• [0022]
    In many cases the chat system may permit text, audio, and video communication. Different types of communication tend to require different amounts of bandwidth, with video being the most bandwidth intensive. The server 340 may direct the clients to communicate in a peer-to-peer manner to reduce the bandwidth requirements for the server 340. The server 340 may also direct a portion of the communication, such as video and/or audio to be performed in a peer-to-peer manner, while the text is performed in a server client relationship. In addition, the peer-to-peer communication may be text, audio, and/or video. Also, the server 340, or through some coordination mechanism, may facilitate part of the network to communicate in a peer to peer manner for all or part of the data while another part of the network may communicate in a client server relationship for all or part of the data. The addresses (way to communicate with) of different clients may be obtained by the clients by any mechanism, such as for example, a list of client machines posted in an accessible location, an internal list of client machines, or a discovery mechanism.
  • [0023]
    The preferred peer-to-peer network mechanism uses JXTA which includes a peer-to-peer frame and a network abstraction framework. In many systems, a firewall makes it difficult to connect between different machines because of the limitations in communication. To assist in the communication, a relay operating on a computer accessible over the Internet may be used. The relay may include, for example, HTTP communications or TCP socket communications. The relay normally includes an accessible port to which a client may communicate with in a two way communication. The relay, in turn, provides the communications to the desired destination. In this manner, the user can access other users while being protected behind a firewall.
  • [0024]
    A software based “rendezvous” program provides a network abstraction and permits a user to provide information about themselves. The information includes how to locate the user. For example, a request is passed to the rendezvous to send information to a particular user, which is passed to appropriate relays to the desired user. Typically a user's private IP address is not published by the rendezvous to other users.
  • [0025]
    The network configuration may include a distributed hash table, such as a plurality of rendezvous devices together with one or more relays. The hash table may be a loosely consistent distributed hast table (DHT).
  • [0026]
    The access to the chat functionality may be provided by a toolbar functionality.
  • [0027]
    The chat functionality provided within the browser may further report to the user, such as in a window alongside the website, a list of the users who are visiting the particular website and/or sub-website. In this manner, the user does not necessarily need to join the particular chat for a website, but nevertheless, is aware of the users that are currently in a particular chat. This permits the user to avoid attempting to chat for website with a limited number of users, or otherwise to many users, or otherwise without the desired users. Hence, the user has the option to selectively not enter a chat for a particular website, while still being able to see who is currently in such chat session.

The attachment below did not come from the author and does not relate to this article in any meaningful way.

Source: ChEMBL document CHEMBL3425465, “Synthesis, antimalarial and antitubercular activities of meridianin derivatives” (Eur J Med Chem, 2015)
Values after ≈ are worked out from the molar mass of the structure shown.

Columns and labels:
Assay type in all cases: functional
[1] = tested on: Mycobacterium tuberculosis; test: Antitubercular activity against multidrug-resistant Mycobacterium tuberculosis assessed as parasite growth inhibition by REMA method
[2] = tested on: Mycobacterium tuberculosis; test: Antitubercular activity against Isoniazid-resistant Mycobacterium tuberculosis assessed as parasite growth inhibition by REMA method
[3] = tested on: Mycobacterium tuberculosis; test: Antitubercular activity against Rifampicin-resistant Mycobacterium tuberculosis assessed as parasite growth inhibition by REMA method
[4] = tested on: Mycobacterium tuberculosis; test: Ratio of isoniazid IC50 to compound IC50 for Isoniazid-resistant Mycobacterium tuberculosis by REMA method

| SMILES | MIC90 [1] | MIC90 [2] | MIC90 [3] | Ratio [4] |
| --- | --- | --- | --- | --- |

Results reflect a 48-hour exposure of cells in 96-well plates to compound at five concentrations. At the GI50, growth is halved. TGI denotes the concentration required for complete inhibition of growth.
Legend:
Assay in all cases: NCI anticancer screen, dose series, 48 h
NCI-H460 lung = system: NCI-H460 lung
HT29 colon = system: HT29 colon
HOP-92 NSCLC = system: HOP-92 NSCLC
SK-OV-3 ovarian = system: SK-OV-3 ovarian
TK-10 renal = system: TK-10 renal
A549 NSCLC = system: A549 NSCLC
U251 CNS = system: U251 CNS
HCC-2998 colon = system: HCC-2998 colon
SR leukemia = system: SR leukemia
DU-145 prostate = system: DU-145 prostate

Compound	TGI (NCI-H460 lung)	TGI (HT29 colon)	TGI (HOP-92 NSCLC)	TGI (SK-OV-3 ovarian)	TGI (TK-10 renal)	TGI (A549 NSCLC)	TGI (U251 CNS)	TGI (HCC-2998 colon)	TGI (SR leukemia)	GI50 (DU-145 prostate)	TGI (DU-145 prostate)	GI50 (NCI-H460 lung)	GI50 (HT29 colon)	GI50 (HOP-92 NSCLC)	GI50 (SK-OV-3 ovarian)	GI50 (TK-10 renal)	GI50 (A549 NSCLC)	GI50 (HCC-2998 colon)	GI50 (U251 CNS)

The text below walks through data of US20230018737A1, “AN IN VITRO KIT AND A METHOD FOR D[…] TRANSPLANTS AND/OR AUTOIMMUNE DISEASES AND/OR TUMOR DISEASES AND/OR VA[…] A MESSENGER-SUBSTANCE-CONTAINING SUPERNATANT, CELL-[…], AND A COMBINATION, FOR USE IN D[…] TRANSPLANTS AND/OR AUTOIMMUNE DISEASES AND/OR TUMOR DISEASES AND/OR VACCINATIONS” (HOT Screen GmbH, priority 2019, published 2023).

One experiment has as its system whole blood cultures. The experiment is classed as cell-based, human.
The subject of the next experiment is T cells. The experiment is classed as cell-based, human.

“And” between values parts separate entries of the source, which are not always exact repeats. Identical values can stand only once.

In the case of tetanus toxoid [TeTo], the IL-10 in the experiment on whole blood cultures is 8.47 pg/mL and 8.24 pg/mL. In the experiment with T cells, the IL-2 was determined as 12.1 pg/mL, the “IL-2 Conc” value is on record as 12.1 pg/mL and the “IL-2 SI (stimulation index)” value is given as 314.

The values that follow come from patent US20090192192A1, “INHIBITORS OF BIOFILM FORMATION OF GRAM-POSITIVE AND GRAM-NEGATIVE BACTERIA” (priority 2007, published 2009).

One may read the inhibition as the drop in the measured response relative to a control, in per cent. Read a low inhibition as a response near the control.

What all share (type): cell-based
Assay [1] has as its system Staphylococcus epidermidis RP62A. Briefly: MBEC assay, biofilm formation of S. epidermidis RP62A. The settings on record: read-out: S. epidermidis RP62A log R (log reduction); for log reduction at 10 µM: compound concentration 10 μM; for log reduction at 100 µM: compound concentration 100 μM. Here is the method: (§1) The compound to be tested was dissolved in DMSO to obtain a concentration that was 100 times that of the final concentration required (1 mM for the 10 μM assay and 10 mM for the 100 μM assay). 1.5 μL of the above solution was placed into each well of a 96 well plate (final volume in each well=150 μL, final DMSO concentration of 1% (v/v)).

• [0028]
    The user's name may be consistent among all the websites so that the user may have a consistent profile or may be different for particular websites. In addition, by the user having an identify for a particular website they may develop a reputation for providing good information. For example, by visiting often, by providing comments, etc., the user may build karma. As the user builds karma this indication of increased karma may be visible to the other users. A user may likewise grant additional karma to other users, typically for providing good information. In this manner, the system builds some trust.

Claims (1)

  1. 1. A chat system comprising:
    (a) a server;
    (b) a plurality of clients;
    (c) a communication mechanism to facilitate communication between said server and said plurality of clients associated with a corresponding website of said plurality of clients.
US11705849 2006-02-13 2007-02-13 Global chat system Abandoned US20070239827A1 (en)

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Cited By (2)

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EP2192732A2 (en) 2008-12-01 2010-06-02 Palo Alto Research Center Incorporated System and method for synchronized authoring and access of chat and graphics
US20110276624A1 (en) * 2010-05-07 2011-11-10 Haseeb Akhtar Converged communication with web 2.0 based screen triggers